Saturday, January 31, 2015

New Compost Bins For The Farm; New Classes Coming

Our farm is over 5 acres, considered a very small size in the farming world.  It is amazing how much you can grow and produce though on even 1/2 acre of land or even in a back yard as gardeners know.

With this much land, lawn, vegetable fields, fruit trees, shade trees, leaves, roses, flower fields, shrubs, chicken pens-well you get the idea, it is amazing how much debris we can accumulate over the seasons.


We had been composting, fairly will-nilly in the back with Frank making piles of this and that, moving it a couple times a year.  Sometimes when the piles got too large or the tree limbs and branches were much too large to ever break down in our life time, we would do a once a year field burn.

This year we got serious and built a traditional composting area with 3 large bins. I know some details about composting, but we needed to educate ourselves as much as possible before we started.  We looked on line, read, purchased some composting books and away Frank went to building.  The bins had to be wide enough so the tractor could get into to toss and move the green, brown and limb wastes. We lined the bins with 1/2" hardware cloth to contain the debris yet leave opening for air to circulate.

Everything seems to cost so much, particularly wood.  We noticed that a local hardware store had "cull" lumber.  They put out stacks of wood that is somewhat damaged or getting too old or odds and ends of various sizes and lengths at a much cheaper price.  Frank has an eye to spot great deals for building materials in the "cull" section of the lumber piles.  He purchased most of the wood needed for the bins from the culled wood; we had the peeler posts from the days of having kiwis; but we did have to purchase a 100 feet of the hardware cloth which cost over $100.  It is now finished and we added our first piles of leaves from the driveways; and various plants pulled up still left in the vegetable gardens.  So nice to have a well organized and well planned area to get really serious about composting.
We broke down and purchased a larger sized chipper/shredder to break down the fruit tree limbs and larger stalks of plant materials.  Frank has that next to the bins so it is ready to use with each load he takes out there.  AND he added a water faucet next to it so we can keep it watered. Frank is a handie guy to have around!!
A couple of new classes have been scheduled here at Windmill Farm.
February 18, 2015-Health/Wellness/Weight Loss workshop.  A one time class of information with various speakers coming to talk about different aspects about the New Year Resolutions of being healthy and loosing weight.  6-8:00pm, cost is only $5 to pay for the handouts and light refreshments.  A list of the speakers will be provided soon.  Space limited so if you can attend, better email, call or Facebook me that you are attending.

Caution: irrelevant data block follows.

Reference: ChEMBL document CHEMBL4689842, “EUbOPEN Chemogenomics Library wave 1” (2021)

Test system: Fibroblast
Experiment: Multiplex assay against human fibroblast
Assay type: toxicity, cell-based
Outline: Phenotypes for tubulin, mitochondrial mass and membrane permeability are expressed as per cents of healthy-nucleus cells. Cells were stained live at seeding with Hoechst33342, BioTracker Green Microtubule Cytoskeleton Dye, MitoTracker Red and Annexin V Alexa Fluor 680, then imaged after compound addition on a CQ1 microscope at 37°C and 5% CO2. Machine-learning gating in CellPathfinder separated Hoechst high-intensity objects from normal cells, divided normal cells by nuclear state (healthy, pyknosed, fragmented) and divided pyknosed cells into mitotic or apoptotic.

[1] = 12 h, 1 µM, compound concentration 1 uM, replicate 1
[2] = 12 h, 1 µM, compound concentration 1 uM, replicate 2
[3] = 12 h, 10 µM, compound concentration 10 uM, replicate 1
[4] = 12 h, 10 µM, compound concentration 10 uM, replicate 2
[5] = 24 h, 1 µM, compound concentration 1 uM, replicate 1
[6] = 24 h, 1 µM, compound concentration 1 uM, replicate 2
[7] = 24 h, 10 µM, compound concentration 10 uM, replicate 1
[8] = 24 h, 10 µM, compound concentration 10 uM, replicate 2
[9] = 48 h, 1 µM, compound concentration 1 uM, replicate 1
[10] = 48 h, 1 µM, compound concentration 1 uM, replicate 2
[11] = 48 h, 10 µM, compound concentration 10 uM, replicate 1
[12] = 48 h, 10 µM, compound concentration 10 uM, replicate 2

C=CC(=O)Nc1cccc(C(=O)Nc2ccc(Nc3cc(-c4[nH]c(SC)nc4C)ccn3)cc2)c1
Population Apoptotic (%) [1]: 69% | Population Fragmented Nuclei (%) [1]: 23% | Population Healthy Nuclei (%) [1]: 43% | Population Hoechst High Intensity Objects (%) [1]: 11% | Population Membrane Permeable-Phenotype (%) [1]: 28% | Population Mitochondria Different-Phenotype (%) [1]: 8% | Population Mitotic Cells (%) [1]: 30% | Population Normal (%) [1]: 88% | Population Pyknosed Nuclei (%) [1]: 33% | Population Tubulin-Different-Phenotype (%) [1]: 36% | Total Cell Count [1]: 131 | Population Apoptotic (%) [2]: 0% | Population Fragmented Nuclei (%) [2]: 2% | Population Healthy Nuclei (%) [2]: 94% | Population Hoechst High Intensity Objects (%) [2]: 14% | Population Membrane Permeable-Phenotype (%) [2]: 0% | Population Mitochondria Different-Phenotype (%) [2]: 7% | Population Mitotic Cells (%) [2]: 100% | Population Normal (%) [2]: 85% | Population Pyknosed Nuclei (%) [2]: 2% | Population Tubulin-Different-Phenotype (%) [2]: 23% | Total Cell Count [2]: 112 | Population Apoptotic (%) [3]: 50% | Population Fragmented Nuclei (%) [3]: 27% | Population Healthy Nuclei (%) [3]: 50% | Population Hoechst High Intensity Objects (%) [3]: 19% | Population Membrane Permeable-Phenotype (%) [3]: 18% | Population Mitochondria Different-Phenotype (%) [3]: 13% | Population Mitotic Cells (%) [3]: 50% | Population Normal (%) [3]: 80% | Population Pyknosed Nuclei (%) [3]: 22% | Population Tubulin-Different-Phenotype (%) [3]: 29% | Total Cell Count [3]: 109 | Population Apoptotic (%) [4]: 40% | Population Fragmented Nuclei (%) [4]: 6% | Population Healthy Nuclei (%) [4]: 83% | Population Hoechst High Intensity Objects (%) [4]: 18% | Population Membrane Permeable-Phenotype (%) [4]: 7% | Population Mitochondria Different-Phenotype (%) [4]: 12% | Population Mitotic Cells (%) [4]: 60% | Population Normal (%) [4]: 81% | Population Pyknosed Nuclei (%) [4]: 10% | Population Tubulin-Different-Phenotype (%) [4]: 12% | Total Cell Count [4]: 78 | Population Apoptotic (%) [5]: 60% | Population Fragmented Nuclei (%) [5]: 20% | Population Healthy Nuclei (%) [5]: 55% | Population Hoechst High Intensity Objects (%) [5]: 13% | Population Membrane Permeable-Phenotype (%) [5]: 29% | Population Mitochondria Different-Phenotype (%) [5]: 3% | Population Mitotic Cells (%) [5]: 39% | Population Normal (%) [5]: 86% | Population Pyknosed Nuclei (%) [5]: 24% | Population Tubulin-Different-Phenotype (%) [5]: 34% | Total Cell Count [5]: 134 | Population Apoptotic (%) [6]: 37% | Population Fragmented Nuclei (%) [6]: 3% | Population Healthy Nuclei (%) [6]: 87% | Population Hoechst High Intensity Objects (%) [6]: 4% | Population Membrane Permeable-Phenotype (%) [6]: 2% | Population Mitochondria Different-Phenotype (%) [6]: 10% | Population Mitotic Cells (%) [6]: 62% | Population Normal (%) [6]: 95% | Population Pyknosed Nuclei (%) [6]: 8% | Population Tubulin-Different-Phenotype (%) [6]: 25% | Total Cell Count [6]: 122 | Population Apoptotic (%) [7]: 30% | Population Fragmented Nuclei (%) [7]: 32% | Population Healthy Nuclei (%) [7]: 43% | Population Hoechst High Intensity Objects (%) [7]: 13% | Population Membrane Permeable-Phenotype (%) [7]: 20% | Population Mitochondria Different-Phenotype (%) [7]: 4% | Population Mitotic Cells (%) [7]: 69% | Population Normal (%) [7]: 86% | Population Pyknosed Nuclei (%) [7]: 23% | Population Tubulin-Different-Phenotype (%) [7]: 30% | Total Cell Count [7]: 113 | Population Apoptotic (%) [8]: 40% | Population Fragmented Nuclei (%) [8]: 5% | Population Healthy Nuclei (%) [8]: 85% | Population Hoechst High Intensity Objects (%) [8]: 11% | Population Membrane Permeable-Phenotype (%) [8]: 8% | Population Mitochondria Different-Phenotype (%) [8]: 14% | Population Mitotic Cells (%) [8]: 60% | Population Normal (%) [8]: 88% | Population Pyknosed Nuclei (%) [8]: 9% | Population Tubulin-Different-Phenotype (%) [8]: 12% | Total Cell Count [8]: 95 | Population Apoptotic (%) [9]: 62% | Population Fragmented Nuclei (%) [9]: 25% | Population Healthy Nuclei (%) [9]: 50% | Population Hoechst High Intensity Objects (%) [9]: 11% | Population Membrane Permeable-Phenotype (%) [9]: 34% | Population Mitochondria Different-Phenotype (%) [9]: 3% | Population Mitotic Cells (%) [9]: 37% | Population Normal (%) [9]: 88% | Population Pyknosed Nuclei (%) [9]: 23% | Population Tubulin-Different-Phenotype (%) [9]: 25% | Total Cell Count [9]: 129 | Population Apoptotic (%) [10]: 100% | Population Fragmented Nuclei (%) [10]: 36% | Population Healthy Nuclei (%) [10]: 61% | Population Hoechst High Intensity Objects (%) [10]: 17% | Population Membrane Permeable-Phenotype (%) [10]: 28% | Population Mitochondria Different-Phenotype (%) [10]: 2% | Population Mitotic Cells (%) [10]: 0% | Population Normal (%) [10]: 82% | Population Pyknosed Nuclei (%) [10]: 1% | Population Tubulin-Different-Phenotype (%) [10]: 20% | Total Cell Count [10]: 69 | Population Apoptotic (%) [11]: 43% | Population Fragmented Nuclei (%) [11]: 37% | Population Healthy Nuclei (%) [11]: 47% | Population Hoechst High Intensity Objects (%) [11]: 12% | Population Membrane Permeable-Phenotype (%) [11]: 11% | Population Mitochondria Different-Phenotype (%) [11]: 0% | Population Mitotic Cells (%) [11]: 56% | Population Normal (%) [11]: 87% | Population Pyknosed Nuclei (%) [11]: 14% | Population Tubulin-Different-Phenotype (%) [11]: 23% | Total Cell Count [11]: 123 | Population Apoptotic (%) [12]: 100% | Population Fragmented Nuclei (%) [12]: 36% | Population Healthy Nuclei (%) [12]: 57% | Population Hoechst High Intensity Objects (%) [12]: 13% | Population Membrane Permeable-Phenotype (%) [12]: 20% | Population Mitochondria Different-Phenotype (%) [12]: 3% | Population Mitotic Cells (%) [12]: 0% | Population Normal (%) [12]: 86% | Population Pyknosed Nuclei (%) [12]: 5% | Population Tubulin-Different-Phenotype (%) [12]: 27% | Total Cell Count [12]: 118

March-Beekeeping Class-date to be determined, a local beekeeper business will be talking about the life of bees; what it is like running a bee business; how do you get the honey; and honey tasting.  Going to be a great class so look for the date soon.
April-Learn how to make flower crowns and boutonnieres.  These are all the rage right now for birthdays, weddings of course, anniversaries, just a great skill to know how to do.  Professional florist will be teaching this class, date coming soon.
May-Mother's Day event will be a Chalk Art writing class.  Another very popular skill to learn.  Everyone is using chalk boards to write out events at a business; at all parties; weddings; back yard get togethers; dinners where you want to highlight a menu.
Hope you enjoying our experiences building our compost bins and if interested in our future classes, keep coming back for details or "like" us on Facebook, we post information there almost every day.

Monday, January 19, 2015

Upholstering An Antique Wingback Chair; Getting Through a Fog Funk

Drizzle and fog here for several days in a row.  I go outside to work in gardens but it is just too wet, too cold, turn around and come back into house.  Bella is very happy to sit on windowsill and watch fog too.
I raked for a while all the leaves around the driveways, but they are still piled up waiting for Frank to finish the compost bins.  He too, is hating to be outside right now so he is mostly working in his shop putting his 1947 Ford tractor back together.
I did accomplish something worth while though yesterday and cleaned out my garage.  I made a big stack of thrift shop items; a few items to sell on our local yard sale Facebook page; and Frank helped me put up all the Christmas decorations back up into the garage rafters.
I sorted through all my canning jars, organizing them by size so they will be ready for this spring/summer.
I put away all the baskets, boxes, chalk boards; any items that we used for our Wellness Program produce displays we did this summer and fall.  Seems like everything ends up in the garage.
There is this really cute table I purchased this past summer that I was going to paint and put in the house.  It came from the very old JC Penny Store in Gridley which has been closed up for over 30 years.  It has a great shelf below and Frank put rollers on the feet.  Only problem is I want to use it in the house someplace but it is a pretty big size. For now, it is a great work table to work on garage projects.